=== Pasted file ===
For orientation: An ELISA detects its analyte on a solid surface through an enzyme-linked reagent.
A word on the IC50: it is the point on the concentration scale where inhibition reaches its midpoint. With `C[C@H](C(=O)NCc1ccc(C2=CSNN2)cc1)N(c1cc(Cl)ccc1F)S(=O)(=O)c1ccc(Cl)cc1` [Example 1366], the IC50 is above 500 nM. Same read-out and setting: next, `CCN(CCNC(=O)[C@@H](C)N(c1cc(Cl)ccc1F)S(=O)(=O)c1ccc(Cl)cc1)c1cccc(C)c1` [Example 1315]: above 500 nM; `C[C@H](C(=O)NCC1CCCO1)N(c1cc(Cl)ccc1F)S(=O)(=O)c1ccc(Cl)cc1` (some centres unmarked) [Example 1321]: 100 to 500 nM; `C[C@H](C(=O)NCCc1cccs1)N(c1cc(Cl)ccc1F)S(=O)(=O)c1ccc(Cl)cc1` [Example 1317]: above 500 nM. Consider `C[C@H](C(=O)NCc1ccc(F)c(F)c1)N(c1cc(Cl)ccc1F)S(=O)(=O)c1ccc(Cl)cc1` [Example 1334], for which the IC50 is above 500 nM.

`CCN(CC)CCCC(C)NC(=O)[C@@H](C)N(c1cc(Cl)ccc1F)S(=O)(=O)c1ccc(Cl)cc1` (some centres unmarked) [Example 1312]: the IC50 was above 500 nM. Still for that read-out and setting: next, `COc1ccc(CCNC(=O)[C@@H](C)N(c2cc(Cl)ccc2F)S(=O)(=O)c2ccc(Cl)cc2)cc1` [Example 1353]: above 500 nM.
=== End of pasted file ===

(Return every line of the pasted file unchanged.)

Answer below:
For orientation: An ELISA detects its analyte on a solid surface through an enzyme-linked reagent.
A word on the IC50: it is the point on the concentration scale where inhibition reaches its midpoint. With `C[C@H](C(=O)NCc1ccc(C2=CSNN2)cc1)N(c1cc(Cl)ccc1F)S(=O)(=O)c1ccc(Cl)cc1` [Example 1366], the IC50 is above 500 nM. Same read-out and setting: next, `CCN(CCNC(=O)[C@@H](C)N(c1cc(Cl)ccc1F)S(=O)(=O)c1ccc(Cl)cc1)c1cccc(C)c1` [Example 1315]: above 500 nM; `C[C@H](C(=O)NCC1CCCO1)N(c1cc(Cl)ccc1F)S(=O)(=O)c1ccc(Cl)cc1` (some centres unmarked) [Example 1321]: 100 to 500 nM; `C[C@H](C(=O)NCCc1cccs1)N(c1cc(Cl)ccc1F)S(=O)(=O)c1ccc(Cl)cc1` [Example 1317]: above 500 nM. Consider `C[C@H](C(=O)NCc1ccc(F)c(F)c1)N(c1cc(Cl)ccc1F)S(=O)(=O)c1ccc(Cl)cc1` [Example 1334], for which the IC50 is above 500 nM.

`CCN(CC)CCCC(C)NC(=O)[C@@H](C)N(c1cc(Cl)ccc1F)S(=O)(=O)c1ccc(Cl)cc1` (some centres unmarked) [Example 1312]: the IC50 was above 500 nM. Still for that read-out and setting: next, `COc1ccc(CCNC(=O)[C@@H](C)N(c2cc(Cl)ccc2F)S(=O)(=O)c2ccc(Cl)cc2)cc1` [Example 1353]: above 500 nM.